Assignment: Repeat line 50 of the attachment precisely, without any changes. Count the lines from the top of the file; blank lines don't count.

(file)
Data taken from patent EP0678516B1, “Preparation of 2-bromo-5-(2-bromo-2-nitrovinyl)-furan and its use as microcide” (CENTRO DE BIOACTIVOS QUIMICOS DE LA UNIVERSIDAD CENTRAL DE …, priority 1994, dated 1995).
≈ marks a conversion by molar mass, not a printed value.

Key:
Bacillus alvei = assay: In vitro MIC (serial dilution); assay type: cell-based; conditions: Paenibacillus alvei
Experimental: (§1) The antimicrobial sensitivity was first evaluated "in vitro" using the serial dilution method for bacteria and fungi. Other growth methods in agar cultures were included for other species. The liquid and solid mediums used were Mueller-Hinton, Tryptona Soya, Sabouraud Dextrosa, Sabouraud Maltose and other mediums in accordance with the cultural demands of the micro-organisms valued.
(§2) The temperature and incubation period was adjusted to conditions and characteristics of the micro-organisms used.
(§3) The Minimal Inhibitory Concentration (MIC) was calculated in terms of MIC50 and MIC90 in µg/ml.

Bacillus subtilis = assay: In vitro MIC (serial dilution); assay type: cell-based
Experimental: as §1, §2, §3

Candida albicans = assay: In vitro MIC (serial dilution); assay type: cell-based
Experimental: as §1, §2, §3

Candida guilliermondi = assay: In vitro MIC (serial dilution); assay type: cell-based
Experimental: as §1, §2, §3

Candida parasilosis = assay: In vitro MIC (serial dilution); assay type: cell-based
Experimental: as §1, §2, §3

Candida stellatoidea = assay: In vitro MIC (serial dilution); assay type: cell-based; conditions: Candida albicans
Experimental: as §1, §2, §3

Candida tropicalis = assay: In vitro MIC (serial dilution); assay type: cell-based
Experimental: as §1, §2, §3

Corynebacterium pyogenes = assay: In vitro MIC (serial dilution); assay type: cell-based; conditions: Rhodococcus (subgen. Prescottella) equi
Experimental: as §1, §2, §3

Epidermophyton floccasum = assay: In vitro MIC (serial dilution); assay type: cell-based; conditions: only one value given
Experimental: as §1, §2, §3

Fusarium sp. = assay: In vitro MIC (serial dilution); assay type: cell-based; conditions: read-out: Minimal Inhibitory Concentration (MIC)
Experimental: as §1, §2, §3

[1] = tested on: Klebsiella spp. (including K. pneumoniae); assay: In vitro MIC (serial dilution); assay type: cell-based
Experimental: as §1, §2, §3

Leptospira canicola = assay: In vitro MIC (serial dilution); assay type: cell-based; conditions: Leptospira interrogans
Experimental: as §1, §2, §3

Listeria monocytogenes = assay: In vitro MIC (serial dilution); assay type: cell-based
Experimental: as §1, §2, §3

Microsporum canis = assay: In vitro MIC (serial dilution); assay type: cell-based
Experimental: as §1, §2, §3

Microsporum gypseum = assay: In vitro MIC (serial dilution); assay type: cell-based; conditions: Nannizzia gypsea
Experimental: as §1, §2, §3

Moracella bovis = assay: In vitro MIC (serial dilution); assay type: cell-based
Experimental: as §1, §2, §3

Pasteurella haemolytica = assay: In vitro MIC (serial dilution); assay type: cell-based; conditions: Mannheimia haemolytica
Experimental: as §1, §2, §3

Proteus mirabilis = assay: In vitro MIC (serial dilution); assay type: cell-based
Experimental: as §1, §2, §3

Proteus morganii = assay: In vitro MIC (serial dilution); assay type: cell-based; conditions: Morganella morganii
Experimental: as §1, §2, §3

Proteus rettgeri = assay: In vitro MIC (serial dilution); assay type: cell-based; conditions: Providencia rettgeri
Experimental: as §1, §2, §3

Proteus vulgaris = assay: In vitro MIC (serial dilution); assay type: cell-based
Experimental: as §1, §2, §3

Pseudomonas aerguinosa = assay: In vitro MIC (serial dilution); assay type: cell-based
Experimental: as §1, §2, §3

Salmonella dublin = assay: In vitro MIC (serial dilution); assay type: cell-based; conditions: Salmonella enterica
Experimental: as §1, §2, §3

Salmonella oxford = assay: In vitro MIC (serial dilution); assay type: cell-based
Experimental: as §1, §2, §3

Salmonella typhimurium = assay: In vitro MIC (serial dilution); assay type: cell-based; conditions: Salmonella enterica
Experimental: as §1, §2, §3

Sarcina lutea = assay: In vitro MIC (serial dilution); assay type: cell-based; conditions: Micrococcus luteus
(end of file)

Salmonella dublin = assay: In vitro MIC (serial dilution); assay type: cell-based; conditions: Salmonella enterica